Perhaps by now you are wondering where I am going in this series. Do I have anything good to say about institutional churches? And if not, what is the alternative? I promise that I will answer both of these questions soon. Today, however, I need to continue my critique of institutional church practices. We must rid ourselves of the notion that contemporary forms of doing church are the only and forever best ways of being the church in the world.
The church will face many challenges no matter what form it takes or what means it uses to accomplish its mission. Jesus was persecuted and his message rejected. We can expect no less. The world is never going to welcome the call to repent of its immorality and idolatry. It loves the broad way of self-indulgence and pride. It’s not attracted to the way of self-denial and self-control. Holiness holds no appeal and righteousness excites no hunger or thirst. But sometimes the church creates problems it might not otherwise face by the forms it adopts and the means it uses.
Programs that Need Money
I’ve already spoken about money at some length. However I want to mention one more problem with money-driven churches. Contemporary churches instinctively institutionalize programs that need money and lots of it. Hence it needs contributing members and lots of them. This need introduces ambiguity into the church’s evangelistic witness. We are tempted to reduce the price of conversion from “repent and believe the good news” (Mark 1:15) and “take up your cross and follow me” (Mark 8:34) to “come and join our nice church.” The motto of every successful retail business is “The customer is always right.” If we set up the church so that we need to attract customers and keep them happy, how can we at the same time call them to “count the cost” of following Jesus (Luke 14:15-35)?
Family Friendly Churches
Since history began every member of most families worked to support the family. For most of that time, families could work together in agriculture, home industries, and domestic chores. There were no electronic media, no schools, no soccer practices, and no music lessons. Evening meals were taken together. But the rise of the modern economy and culture brought dramatic changes to family life. Increasingly, since the end of WW II many middle class children grow up in homes where both parents work in industry and children spend their days in schools, their evenings doing homework, and their weekends in sports activities. Parents expect daycare workers and schools to educate their children while they are at work and coaches to teach them athletic skills in the evenings and on the weekends while they relax.
And on Sundays modern parents expect churches to act like the daycares centers and schools on which they rely during the week. Church leaders respond to this pattern of expectation by providing child care, age segregated Sunday school classes, and a full range of youth programs. Churches feel pressure to hire children’s ministers, youth ministers, young adult ministers, and family life ministers. They build huge complexes to accommodate all these activities. Otherwise they will lose families to churches that provide them. In the meantime, parents fail to teach their children the faith or spend time with them modeling the Christian life, which is among the top two or three essential responsibilities of parenthood. Are we helping or hurting families by assimilating the church to the pattern of busyness that is the bane of modern family life?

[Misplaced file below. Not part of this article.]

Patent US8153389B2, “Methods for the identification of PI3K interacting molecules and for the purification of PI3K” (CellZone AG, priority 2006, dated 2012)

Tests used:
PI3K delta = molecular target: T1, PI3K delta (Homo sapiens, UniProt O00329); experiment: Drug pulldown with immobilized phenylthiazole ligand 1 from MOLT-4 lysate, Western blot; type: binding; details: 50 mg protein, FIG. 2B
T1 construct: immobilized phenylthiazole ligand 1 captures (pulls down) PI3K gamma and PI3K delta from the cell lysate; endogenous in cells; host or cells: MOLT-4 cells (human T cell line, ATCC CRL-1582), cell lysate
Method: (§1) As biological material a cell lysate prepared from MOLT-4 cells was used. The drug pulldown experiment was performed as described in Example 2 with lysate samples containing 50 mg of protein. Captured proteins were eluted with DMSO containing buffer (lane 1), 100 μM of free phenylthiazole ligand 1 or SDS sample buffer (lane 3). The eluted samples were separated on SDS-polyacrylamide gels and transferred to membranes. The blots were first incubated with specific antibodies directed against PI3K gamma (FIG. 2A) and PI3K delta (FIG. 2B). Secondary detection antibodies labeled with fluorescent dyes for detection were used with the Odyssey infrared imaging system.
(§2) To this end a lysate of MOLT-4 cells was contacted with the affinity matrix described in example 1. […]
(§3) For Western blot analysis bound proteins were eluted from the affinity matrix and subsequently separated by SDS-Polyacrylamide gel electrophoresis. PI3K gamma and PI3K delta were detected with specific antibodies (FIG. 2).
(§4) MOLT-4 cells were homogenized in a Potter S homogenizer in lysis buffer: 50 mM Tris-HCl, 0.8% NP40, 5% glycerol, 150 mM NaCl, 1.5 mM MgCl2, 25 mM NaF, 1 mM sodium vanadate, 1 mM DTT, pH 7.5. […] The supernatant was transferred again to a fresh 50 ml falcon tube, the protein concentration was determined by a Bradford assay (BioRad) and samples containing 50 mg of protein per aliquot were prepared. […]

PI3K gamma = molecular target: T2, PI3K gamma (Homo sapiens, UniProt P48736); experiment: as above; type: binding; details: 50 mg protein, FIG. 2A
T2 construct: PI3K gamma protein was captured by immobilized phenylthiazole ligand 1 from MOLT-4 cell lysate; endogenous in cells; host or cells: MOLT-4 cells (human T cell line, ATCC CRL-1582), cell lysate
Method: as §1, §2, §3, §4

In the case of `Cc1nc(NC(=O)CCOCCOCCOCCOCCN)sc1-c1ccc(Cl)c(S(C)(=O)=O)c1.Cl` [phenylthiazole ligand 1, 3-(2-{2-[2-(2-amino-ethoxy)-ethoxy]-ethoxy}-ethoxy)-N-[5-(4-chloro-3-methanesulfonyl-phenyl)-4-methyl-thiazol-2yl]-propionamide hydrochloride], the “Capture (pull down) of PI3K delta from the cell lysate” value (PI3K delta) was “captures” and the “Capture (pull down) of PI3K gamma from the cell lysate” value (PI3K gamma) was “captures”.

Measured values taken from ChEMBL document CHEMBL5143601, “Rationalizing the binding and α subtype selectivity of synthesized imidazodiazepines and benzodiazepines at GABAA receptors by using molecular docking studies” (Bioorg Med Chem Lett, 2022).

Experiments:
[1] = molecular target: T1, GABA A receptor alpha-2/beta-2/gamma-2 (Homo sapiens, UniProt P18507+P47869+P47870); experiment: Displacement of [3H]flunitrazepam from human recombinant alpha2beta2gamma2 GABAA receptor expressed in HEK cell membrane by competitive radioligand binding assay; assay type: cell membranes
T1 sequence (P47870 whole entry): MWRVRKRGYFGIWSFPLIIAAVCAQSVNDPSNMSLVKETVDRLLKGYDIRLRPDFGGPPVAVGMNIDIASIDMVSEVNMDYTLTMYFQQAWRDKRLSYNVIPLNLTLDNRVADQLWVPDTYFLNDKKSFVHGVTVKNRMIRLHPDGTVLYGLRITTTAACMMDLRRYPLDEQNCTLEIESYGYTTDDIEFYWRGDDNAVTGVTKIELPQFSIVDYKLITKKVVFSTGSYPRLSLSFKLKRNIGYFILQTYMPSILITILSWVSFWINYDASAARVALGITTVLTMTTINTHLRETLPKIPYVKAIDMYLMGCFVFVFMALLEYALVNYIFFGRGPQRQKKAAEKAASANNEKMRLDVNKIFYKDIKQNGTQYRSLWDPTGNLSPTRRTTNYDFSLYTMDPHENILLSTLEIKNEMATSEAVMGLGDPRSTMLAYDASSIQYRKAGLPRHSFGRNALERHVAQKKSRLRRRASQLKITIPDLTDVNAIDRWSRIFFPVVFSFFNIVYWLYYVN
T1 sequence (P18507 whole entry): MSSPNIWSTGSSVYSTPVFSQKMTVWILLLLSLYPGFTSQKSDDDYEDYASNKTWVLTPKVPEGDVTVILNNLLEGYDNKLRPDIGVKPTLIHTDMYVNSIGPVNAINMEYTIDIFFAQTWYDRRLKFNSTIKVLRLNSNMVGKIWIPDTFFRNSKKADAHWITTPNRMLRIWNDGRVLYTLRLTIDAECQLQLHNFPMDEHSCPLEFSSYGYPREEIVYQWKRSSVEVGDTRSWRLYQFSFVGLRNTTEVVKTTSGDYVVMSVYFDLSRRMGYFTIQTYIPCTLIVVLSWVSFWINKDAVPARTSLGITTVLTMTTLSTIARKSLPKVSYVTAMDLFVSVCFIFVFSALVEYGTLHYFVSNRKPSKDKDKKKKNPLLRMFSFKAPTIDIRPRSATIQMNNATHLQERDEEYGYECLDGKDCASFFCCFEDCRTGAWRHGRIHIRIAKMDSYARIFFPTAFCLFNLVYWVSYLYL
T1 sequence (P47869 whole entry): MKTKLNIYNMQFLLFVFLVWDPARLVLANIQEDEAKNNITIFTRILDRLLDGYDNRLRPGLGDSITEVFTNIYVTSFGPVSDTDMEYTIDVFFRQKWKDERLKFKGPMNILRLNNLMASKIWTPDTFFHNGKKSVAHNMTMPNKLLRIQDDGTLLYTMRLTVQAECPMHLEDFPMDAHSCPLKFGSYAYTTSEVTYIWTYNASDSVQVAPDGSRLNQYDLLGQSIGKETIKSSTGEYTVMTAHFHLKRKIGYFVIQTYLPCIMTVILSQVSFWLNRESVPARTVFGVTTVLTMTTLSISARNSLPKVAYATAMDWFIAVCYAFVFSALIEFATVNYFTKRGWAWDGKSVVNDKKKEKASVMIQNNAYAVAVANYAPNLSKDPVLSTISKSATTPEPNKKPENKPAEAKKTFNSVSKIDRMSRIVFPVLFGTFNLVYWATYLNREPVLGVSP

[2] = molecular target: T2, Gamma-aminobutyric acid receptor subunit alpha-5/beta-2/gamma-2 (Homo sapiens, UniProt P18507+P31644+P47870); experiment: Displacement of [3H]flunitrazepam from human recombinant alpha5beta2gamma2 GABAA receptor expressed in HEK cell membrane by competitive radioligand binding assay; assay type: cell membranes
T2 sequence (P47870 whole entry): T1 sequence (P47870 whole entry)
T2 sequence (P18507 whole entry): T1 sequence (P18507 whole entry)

Guest Friendly Churches
Before the nineteenth-century revivals that periodically swept the United States after 1810, church services were not really guest friendly or evangelistic in nature. For the most part, they were for insiders, the elect. After the Civil War right up to the present, the Sunday service became a time to “invite your neighbor” or to receive “walk ins off the street.” The sermons and all other public activities betrayed an awareness that the “unconverted” may be in the audience. The constant presence of outsiders guaranteed that the church could never conduct its meetings in ways designed to build up the church to maturity in Christ. The original purpose of the gathering was forgotten.
In my experience, most contemporary churches are stage centered. People come to watch, listen, and feel. The preachers, readers, worship leaders, musicians, and singers are at the center of attention. The church experience becomes performance and entertainment. If the performance is not satisfactory we go somewhere else. Center stage in the spotlight becomes a place of honor to be sought. The stage replaces the table, the music replaces the Eucharistic meal, and a feeling of transcendence replaces Christ crucified and risen.
Next Time: Don’t despair! We can do better.